Diesel Misopolis: Is this the most ill-judged spoof advertising campaign ever?
"Diesel SpA has today become aware of the website "www.dieselforwomen.com" (including press material and social media profiles) which are advertising and promoting under Diesel's name a fake campaign called "Misopolis" with topics focused on abortion and women's rights.
Diesel SpA declares to have absolutely no involvement in "www.dieselforwomen.com" site and this campaign, and is currently investigating to clear responsibilities"
We have left our original post on the Misopolis website below, as regardless of who wrote it, we stand by our opinions on the author's methods. We would however stress that the material has nothing to do with the Diesel brand, and does not reflect the beliefs of the company.
I had to re-read the 'press release' purporting to be from Diesel this morning several times before sitting down to write this post, initially believing it to be a sick early April fool's joke, then starting to seriously question whether the 'Misopolis' campaign is for real. Under the strapline 'Abortions for successful living' the campaign, if it's genuine, is possibly the most ill-advised piece of advertising I've ever seen. I sincerely hope it is a spoof - as reports suggest - and if so, would ask Diesel to contact me and let me know as soon as possible: we are doing out best to contact Diesel in the meantime.
Based on the 1920s classic Metropolis and set in a fictional factory, Misopolis appears to be a reaction against the religious right and abstinence movement (the name is taken from misoprostol; one of the drugs used in early-term abortions). On entering the campaign microsite, visotors are told:
"We at Diesel have a stupid dream. What if we gave our female factory workers the same rights as successful people? A factory where they decide over their own bodies. Where they can have happy accidents without consequences. A factory for only the brave"
Seems a reasonable enough sentiment - albeit one in a HUGELY unexpected context. But it goes on: a few further choice quotations from the campaign include:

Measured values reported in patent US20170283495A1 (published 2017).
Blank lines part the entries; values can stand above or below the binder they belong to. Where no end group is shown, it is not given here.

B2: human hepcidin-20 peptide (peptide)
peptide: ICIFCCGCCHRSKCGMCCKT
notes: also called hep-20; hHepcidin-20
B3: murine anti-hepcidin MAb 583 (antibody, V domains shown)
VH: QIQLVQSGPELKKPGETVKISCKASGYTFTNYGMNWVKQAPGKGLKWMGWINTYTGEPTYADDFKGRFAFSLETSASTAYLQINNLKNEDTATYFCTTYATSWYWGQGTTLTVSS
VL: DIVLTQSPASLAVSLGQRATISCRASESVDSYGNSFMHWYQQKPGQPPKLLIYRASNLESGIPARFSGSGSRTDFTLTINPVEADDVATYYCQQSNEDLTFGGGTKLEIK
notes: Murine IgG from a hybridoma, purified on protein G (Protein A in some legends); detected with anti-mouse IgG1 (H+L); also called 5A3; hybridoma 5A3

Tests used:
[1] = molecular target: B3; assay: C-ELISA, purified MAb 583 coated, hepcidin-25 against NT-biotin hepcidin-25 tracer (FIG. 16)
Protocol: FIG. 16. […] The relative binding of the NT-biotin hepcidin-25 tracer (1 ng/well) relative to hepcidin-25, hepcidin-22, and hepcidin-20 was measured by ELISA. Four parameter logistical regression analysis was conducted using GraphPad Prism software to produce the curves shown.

"Abortion pills. A gift from God""Say goodbye to coat hangers - they suck for doing abortions but they're good for hanging our clothes"
We can see what's being attempted here: it's a sort of "reaction piece" to the increasingly powerful pro-abstinence movement that's gaining ground in the States: a tongue-in-cheek rejection of it intended to resonate with liberal-leaning women. The abstinence movement is one I personally find dangerous and backward, but fundamentally a matter of choice and not a topic to make light of in an advert. However I would never identify with these ads, and wonder just whose approval they are trying to gain with their odd idea.
The ads are clearly designed to court controversy and 'go viral' and you might well argue that this article is itself just rising to the bait - but I honestly don't think that they will get the type of notoriety they wanted from trivialising such a sensitive topic, spoof or not. All they are going to do is alienate anyone who believes in the causes they are affecting to promote: It really cheapens what is an important and timely message.
Let's get one thing straight: nothing being stated here is in itself offensive: coat hangers do indeed 'suck' for performing abortions, and it is of course important that all women should have access to the same reproductive health services, no matter what their social standing: the provision of safe abortions for women everywhere is a hugely important global concern, and is unfortunately far from universal even today.
When it comes to getting difficult messages across to an audience with divided views, presentation is key: you have to be able to win over your audience on both extremes of the spectrum. The very last thing the pro-choice movement needs is to give ammunition to those who would label its members irresponsible, pleasure-seeking and sex mad (see 'Sluts for Choice' as an example of another group that arguably did more harm to its alleged cause than good), so I can only assume that whoever made these commercial pieces did not have its best interests at heart.
Frankly, I think an apology is in order. What do you think?
Caveat: we are still trying to work out whether it really is Diesel behind this campaign or if it's spoof. Reports suggest the domain in question is actually registered to human rights activists and not Diesel. We're waiting for an official statment and will update once we can confirm either way.